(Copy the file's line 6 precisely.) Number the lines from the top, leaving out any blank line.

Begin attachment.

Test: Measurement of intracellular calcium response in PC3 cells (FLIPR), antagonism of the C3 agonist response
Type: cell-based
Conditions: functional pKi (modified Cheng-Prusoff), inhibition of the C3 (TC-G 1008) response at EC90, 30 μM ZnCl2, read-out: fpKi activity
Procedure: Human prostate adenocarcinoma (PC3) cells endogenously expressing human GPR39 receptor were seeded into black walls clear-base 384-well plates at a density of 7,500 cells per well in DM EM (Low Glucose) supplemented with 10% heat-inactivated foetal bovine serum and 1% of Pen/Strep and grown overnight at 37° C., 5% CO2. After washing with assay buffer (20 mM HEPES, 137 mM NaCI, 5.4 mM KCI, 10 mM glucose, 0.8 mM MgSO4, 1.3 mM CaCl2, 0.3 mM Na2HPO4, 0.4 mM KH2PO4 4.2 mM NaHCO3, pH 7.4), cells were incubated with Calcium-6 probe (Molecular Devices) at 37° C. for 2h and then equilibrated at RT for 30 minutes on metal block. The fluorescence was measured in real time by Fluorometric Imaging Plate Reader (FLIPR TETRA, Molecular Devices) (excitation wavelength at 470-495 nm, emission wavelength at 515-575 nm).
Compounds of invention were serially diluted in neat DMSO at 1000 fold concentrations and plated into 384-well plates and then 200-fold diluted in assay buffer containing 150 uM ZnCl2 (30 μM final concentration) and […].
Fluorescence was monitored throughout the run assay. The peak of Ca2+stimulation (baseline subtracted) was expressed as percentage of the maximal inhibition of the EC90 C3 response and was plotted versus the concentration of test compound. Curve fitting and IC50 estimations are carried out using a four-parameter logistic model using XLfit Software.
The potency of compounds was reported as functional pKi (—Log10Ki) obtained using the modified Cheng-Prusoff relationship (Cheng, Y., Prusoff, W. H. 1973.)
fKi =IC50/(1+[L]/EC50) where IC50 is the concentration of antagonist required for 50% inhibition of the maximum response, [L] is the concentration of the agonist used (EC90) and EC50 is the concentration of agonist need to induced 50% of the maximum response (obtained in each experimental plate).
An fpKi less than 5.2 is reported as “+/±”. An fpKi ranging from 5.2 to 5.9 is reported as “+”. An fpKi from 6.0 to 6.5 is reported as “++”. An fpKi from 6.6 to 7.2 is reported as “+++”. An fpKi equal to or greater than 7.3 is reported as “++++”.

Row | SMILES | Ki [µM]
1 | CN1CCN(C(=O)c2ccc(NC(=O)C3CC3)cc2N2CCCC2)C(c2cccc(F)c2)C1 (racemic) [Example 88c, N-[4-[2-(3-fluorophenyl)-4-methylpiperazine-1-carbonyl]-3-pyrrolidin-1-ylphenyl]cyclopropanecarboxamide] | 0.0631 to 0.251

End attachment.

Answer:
Fluorescence was monitored throughout the run assay. The peak of Ca2+stimulation (baseline subtracted) was expressed as percentage of the maximal inhibition of the EC90 C3 response and was plotted versus the concentration of test compound. Curve fitting and IC50 estimations are carried out using a four-parameter logistic model using XLfit Software.